Using multiple layers to beef up your media relations
It doesn’t take a genius to realize that the more places you post your brand’s message, the greater your exposure and opportunity for consumer engagement. It’s not rocket science, and the same philosophy is useful when engaging the media. The more platforms you use to engage reporters, journalists and bloggers, the greater the likelihood of grabbing someone’s attention and getting media coverage for your client.
Integrating social media into your media relations plan is a natural transition. Social media offers a likely avenue for engaging media personnel. More and more media contacts are turning to Facebook and Twitter to find story ideas and sources. Our client, Loggerhead Apparel, is a prime example, with a recent tweet that turned into national news.
Pitching journalists on social media is expected. I get tired of people acting like social media is still a new, online casino “up and coming” phenomenon. It’s come. It’s here. And it’s exploding so much that it is even shrinking the traditional news cycle. So you might as well embrace it – and reap its benefits.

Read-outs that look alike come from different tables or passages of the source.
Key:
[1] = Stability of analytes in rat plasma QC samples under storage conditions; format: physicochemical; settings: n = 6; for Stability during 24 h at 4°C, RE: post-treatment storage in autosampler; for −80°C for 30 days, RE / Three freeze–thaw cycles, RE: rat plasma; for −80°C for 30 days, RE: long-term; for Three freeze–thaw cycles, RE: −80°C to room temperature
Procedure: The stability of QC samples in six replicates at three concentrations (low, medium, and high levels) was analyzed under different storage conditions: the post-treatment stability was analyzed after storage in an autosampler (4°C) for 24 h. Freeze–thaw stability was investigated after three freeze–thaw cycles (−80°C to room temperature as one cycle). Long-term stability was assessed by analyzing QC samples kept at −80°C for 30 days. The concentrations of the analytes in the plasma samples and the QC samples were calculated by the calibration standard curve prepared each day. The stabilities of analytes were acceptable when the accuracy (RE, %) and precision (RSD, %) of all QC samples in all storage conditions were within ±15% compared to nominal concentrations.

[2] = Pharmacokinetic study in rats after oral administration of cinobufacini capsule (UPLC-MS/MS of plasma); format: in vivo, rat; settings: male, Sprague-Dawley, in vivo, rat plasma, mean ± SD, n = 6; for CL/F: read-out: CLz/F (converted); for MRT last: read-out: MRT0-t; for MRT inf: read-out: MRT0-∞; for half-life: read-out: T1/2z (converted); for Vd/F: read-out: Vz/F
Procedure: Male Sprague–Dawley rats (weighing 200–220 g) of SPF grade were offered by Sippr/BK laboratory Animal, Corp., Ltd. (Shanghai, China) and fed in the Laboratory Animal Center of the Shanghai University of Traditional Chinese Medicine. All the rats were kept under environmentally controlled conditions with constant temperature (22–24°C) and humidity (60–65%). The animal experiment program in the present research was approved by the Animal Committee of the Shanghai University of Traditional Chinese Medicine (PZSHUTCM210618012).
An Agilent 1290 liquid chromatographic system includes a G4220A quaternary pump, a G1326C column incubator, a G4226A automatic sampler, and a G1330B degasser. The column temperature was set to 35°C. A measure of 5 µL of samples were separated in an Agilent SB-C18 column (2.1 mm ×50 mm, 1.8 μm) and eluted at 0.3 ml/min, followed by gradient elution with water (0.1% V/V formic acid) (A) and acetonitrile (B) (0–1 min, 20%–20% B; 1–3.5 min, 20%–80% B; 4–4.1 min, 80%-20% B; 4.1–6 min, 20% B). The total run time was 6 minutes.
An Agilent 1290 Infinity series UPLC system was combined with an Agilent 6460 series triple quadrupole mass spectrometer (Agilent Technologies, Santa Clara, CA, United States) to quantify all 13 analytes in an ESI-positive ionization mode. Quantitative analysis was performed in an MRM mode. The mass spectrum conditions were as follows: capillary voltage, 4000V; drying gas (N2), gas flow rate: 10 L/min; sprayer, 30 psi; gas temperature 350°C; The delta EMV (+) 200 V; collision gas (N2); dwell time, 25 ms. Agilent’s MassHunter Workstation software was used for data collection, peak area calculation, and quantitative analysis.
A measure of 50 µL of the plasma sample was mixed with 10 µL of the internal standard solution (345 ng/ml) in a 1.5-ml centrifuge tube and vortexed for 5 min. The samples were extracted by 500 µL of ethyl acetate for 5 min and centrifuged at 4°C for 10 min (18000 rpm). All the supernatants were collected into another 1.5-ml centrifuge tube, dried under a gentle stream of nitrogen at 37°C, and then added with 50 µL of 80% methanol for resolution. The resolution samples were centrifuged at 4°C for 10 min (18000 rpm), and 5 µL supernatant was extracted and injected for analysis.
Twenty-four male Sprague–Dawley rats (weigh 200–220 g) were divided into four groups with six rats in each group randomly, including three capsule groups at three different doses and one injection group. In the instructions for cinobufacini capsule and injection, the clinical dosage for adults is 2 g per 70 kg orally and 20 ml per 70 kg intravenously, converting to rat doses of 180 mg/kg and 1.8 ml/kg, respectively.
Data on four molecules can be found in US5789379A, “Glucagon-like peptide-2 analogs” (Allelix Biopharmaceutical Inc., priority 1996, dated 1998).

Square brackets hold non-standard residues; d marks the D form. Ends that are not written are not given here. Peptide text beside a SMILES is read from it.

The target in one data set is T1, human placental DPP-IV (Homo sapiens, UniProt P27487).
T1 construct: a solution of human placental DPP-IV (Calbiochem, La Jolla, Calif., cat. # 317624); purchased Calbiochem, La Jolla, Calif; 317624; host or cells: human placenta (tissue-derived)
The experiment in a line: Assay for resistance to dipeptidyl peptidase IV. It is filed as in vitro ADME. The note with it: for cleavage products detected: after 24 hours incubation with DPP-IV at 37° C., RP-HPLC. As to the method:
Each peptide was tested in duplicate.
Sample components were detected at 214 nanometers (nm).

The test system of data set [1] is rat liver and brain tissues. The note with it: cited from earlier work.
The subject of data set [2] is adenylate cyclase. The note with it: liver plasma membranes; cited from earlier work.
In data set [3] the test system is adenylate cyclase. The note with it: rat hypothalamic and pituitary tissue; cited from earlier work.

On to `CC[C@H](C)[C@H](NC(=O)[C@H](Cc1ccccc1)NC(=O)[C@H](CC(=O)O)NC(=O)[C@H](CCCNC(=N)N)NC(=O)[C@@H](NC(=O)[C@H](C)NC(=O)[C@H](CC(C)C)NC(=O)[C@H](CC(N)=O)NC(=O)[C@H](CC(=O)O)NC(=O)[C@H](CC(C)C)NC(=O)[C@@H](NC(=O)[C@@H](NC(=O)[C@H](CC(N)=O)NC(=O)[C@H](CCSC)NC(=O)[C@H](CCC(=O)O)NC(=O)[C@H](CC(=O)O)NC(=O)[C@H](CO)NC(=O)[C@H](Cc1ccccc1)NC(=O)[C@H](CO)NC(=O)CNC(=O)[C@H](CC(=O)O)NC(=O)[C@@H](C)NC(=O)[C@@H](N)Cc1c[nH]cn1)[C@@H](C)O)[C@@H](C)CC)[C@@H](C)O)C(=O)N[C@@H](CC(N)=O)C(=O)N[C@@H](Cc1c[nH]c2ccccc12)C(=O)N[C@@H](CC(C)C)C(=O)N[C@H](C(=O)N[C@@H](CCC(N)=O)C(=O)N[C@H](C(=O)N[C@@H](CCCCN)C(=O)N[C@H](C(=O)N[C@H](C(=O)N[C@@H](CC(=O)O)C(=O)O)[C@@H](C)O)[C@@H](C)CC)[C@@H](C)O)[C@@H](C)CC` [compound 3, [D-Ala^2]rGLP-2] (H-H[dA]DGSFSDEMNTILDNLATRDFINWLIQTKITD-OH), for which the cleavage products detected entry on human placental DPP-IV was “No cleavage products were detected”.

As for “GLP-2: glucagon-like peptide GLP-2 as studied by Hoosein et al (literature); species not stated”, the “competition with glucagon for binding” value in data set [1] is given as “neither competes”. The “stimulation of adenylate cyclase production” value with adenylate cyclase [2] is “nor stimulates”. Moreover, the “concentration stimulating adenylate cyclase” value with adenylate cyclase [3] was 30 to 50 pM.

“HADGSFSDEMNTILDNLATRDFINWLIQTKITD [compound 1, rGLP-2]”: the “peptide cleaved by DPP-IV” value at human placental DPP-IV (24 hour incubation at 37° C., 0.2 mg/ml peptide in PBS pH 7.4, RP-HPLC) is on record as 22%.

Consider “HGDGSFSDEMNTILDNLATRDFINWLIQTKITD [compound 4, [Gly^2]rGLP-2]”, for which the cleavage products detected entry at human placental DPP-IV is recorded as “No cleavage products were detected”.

Social media is replacing traditional media. More and more people are turning to social media to get the most recent news. The instantaneous nature of the digital world allows people to get information faster than traditional news. Companies are becoming content aggregators by providing news that people can share among their friend groups.
Nothing can substitute real, human relationships. So, while social media is a useful tool for engaging the media, nothing can substitute real, face-to-face relationships. It’s that simple. Tweeting and posting are useful additions, but nothing can replace face time and human interactions.
A layered point of entry system is the best approach. Engaging the media using a multi-layered strategy is going to be the most effective and receive the most coverage. Don’t rely on just one platform, but create a plan with multiple points of entry for the best media response and exposure.